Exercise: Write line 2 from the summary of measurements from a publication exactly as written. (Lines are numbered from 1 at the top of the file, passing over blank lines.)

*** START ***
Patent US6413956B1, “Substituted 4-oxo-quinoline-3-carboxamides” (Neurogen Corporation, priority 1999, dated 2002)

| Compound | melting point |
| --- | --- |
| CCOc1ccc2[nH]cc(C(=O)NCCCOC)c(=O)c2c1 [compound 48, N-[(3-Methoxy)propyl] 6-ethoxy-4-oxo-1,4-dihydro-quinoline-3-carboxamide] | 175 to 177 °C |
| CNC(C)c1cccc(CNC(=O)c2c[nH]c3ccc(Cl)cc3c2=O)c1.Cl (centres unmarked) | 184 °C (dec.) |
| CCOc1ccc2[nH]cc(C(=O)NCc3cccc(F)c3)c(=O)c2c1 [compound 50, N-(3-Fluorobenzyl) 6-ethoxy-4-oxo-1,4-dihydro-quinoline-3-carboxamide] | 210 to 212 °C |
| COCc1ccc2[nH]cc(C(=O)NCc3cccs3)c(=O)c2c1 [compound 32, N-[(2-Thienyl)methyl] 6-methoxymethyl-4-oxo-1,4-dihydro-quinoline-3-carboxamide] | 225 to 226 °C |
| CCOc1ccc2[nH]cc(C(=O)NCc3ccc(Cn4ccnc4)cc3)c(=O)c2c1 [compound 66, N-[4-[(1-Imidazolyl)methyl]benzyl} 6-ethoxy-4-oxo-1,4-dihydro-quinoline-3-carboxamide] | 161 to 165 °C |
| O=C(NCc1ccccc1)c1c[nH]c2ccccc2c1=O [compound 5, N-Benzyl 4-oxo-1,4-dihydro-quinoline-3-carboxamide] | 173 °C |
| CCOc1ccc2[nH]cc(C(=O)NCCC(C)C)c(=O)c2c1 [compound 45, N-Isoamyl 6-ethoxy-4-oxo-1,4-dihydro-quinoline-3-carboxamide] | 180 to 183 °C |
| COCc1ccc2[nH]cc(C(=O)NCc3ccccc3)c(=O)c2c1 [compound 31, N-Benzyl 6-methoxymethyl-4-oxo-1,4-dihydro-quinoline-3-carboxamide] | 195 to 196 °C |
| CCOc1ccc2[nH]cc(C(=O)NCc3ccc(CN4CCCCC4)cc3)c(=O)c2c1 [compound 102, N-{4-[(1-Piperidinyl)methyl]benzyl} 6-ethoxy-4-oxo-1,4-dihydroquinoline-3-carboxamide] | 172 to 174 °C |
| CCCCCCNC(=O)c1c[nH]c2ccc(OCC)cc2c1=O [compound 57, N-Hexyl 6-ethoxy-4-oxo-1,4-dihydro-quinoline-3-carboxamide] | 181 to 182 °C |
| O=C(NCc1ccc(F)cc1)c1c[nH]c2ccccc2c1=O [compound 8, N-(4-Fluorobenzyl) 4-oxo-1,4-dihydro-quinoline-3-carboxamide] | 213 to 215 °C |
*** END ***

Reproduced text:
| Compound | melting point |